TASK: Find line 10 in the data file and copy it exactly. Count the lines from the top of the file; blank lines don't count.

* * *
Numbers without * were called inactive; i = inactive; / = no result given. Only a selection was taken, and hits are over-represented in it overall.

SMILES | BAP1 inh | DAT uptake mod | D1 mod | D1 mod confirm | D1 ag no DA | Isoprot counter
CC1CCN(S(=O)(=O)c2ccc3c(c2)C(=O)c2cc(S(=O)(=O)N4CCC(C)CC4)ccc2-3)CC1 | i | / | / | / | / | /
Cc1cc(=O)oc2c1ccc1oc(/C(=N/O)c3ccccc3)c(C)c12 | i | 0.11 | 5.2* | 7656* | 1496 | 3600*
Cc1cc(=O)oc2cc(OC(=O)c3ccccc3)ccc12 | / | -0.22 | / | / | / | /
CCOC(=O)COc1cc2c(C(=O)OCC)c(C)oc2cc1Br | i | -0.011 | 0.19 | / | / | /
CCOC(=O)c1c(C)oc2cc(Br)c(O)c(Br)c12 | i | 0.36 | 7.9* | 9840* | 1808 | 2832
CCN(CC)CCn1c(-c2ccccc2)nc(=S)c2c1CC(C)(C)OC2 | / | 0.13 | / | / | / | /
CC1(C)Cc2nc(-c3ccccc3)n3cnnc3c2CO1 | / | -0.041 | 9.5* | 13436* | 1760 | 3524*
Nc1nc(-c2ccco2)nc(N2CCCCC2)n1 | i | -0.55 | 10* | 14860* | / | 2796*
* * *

Nc1nc(-c2ccco2)nc(N2CCCCC2)n1 | i | -0.55 | 10* | 14860* | / | 2796*